Saturday, July 17, 2010

Three-Clan Confederations to Twelve Tribes

Alice C. Linsley

Some groups in Genesis are three-clan confederations (such as Isaac's 3 sons) and others are described as twelve-tribe confederations. Nahor, Abraham's older brother, was the progenitor of twelve Aramean tribes through his twelve sons, of whom eight were born to him by Milcah and four by Reumah (Gen. 22.20-24).

Three clan confederations are fairly common. The Jebusite confederation is Yoruba, Egba and Ketu.  In Canaan, the 3-clan Jebusite confederation consisted of Sheba, Jebu and Joktan.

Among the Sara of Chad, Sudan and Somalia the confederation is comprised of the qir ka, the qin ka, and the qel ka. The Sara are descendants of the Sao, an earlier three-tribe confederation of warriors and kingdom builders. According to legend, there were giants among them.

Three clan alignments lend themselves to a larger twelve clan alignment. There is an attempt to organize Esau into a 12-tribe confederation in Genesis 36:40 but only eleven chiefs are listed.  The attempt fails because there are two named Esau. Esau the Elder was the father of Eliphaz.  Esau the Younger married Basemath who bore Reuel, and Oholibamah who bore Jeush, Jaalam, and Korah (Genesis 36:1-9). These were the people of Seir, the Horite. They were Horite Hebrew (Habiru) clans. Their socio-political organization appears to be that of 3 clans.

Ishmael, Abraham's son by an Egyptian concubine, was the progenitor of twleve Nabatean tribes:  "Nebajoth; Kedar, Adbeel, Mibsam, Mishma, Dumah, Massa, Hadar, Tema, Jetur, Naphish, and Kedemah: These are the sons of Ishmael, and these are their names, by their towns, and by their castles; twelve princes according to their nations." (Genesis 25:13-16).

Jacob, a son of Isaac, is cast as the progenitor of twelve tribes: Reuben, Simeon, Levi, Judah, Issachar, Zebuln, Dan, Naphati, Gad, Asshur, Joseph and Benjamin. There is discrepancy on the number of Israelite tribes. Some count Dinah's line and some count Joseph's two sons Ephraim and Manassah.

The twelve-tribe organization appears to be the handiwork of a writer influenced by Babylonian thought. It represents an attempt to neatly classify the ruler descendants of Noah according to a celestial pattern. However, the Bible tells us that these rulers intermarried. The lines of Kain and Seth intermarried, as did the lines of Ham and Shem. The lines of Abraham and Nahor also intermarried. This means that socio-political affiliations were less formal than suggested by the twelve tribe organization. 

Further, there is evidence that the older organization comprised three sons of the same father. Where three sons appear in Genesis we have a code indicating a tribal unit of three clans.  Perhaps this is why Leah named her third son Levi, meaning "joining" (Gen. 29:34).  Likely, Leah hoped that she would be credited (and loved?) by providing Jacob with the three sons necessary to establish a tribe.

The 12-tribe organization is likely imposed upon an older order by a late source, such as the Deuteronomist Historian (c.700 BC - 250 BC). Abraham's ancestors never associated the Moon with the Creator. For them the Creator's emblem (boat or chariot) was the Sun. Veneration or worship of the Moon was characteristic of those who lived, not in Canaan, but "beyond the Euphrates." Joshua 24:2 says: “In olden times, your forefathers – Terah, father of Abraham and father of Nahor – lived beyond the Euphrates and worshiped other gods.” The implication is that Terah, whose ancestors came from Africa and Canaan, fell into worshiping contrary to his fathers’ tradition while living “beyond the Euphrates.” This is historically accurate since Abraham's Horite Hebrew ancestors never worshiped the Moon, as was done in Ur and Haran.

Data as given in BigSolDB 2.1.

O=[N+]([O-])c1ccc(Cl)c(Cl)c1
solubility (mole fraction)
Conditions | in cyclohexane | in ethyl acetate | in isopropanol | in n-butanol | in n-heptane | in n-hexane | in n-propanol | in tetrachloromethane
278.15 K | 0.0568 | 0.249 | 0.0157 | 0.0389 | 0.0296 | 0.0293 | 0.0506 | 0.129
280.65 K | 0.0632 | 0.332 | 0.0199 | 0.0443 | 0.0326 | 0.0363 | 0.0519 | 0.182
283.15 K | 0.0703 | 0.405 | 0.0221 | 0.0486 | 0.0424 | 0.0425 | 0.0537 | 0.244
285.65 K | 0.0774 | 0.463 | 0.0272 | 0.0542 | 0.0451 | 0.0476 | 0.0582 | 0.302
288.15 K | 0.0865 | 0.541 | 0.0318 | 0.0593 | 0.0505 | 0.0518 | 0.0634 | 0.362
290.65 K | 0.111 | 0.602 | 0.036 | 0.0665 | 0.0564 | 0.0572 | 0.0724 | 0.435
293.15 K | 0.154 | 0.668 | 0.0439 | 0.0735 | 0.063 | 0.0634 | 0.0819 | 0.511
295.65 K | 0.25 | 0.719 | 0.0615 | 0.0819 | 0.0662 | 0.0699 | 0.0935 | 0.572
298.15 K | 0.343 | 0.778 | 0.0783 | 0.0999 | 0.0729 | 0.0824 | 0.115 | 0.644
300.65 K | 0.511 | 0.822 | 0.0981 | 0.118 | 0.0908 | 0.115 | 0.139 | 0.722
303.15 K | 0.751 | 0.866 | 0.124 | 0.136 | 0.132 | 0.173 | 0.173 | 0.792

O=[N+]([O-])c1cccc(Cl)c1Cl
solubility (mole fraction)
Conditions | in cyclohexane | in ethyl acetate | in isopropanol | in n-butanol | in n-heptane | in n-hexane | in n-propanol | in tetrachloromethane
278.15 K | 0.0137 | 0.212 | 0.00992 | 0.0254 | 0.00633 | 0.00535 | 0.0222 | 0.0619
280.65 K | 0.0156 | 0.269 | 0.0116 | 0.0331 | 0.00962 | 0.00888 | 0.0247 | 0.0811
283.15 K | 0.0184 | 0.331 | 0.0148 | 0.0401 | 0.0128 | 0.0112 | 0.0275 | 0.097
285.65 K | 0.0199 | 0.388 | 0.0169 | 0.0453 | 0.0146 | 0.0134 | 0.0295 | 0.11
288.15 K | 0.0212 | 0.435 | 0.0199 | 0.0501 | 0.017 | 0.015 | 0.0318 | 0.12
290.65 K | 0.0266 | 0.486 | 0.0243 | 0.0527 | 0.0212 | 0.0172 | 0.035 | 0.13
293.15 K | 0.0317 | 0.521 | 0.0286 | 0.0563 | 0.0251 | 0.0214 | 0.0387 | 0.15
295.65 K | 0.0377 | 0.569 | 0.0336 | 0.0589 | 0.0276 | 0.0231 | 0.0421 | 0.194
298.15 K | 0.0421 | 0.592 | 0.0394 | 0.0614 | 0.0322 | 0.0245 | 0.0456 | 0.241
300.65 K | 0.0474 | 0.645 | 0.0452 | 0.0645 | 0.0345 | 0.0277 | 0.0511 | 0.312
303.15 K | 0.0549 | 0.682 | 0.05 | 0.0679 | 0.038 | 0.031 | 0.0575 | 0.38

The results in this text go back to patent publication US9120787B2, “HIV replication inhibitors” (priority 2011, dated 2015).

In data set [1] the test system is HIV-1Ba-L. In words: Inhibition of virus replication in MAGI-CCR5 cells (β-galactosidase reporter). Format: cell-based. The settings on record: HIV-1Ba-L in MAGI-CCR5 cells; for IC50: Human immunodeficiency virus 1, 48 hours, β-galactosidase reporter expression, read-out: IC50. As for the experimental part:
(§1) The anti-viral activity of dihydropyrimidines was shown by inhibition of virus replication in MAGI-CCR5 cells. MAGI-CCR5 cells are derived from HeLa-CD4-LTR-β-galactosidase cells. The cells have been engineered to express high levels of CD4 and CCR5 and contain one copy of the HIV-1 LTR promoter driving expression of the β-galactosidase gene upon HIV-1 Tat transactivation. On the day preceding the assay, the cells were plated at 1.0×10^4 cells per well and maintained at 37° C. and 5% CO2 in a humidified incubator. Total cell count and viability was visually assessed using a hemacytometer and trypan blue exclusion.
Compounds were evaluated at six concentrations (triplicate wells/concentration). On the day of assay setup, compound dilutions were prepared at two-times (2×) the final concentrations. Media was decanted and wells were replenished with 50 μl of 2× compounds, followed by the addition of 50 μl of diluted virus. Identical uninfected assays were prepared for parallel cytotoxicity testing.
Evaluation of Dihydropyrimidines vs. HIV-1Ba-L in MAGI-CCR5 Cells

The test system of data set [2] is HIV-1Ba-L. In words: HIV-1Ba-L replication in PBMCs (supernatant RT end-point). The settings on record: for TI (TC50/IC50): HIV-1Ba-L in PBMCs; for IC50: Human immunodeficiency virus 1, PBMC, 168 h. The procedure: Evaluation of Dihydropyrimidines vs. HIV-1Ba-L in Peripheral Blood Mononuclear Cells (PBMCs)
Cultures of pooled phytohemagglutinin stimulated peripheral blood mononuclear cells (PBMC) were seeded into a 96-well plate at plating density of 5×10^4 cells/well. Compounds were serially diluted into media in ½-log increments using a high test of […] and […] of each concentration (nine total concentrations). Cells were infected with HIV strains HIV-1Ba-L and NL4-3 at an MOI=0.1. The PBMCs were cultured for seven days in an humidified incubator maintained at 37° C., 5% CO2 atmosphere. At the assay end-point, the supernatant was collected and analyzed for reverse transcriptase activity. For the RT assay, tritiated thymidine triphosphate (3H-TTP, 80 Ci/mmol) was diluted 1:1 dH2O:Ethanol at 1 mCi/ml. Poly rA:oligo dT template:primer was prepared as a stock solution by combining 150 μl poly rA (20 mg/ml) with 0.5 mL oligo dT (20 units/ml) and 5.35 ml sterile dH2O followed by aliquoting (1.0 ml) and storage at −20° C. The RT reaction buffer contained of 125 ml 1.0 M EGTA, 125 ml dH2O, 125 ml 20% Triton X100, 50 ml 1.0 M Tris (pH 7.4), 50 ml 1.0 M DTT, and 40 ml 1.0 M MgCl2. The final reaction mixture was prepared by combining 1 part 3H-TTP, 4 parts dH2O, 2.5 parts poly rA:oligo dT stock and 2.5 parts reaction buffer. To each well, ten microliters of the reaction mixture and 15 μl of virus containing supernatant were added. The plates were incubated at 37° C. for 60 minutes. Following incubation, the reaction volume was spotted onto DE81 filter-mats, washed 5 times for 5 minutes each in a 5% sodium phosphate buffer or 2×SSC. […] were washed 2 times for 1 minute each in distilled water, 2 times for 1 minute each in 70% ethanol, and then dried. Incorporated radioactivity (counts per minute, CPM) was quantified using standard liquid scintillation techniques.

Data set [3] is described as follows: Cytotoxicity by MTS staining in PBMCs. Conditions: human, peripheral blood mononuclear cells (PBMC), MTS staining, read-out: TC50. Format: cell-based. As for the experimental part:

Martin Noth, in his seminal work "The Scheme of the Twelve Tribes of Israel" (1930), demonstrated that the Twelve Tribes of Israel did not exist prior to the covenant assembly at Shechem described in the book of Joshua.

The Joshua passage shares with the Deuteronomistic History a common concern about idolatry, and places the covenant at Shechem at precisely the location where God appeared to Abraham in 3
Three Persons (Gen. 18). Here in reference to the Godhead, the number three speaks of one-ness or unity; the God of Three: "Baal Shalisha."
There is more evidence in the Bible for the 3-clan organization than for the 12-tribe organization. Consider the Horite Hebrew confederations of Uz, Huz and Buz and Magog Og and Gog. Here are some of the three-clan confederations listed in Scripture:

Cain Abel Seth (Gen. 4-5)
Ham Japheth Shem (Gen. 5-9)
Og Gog Magog (Gen. 10 and Nu. 21:33)
Haran Nahor Abraham (Gen. 11-12)
Ishmael Jokshan Isaac (Gen. 16, 21, and 25)
Jeush Jalam Korah (Gen. 36: 4-18)
Korah Moses Aaron (Ex. and Nu.)
Dedan Tema Buz (Jeremiah 25)

Related reading: Three Clan Confederations of the Bible


Petr Gina said...

So its confusing Nahor was Aramean and Abraham was Horite? Or they were mix?

Alice C. Linsley said...

Aramean refers to a geographic location, as in Padan-Aram, the field/holding of Aram. The Horite Hebrew were a caste of royal priests. They were widely dispersed.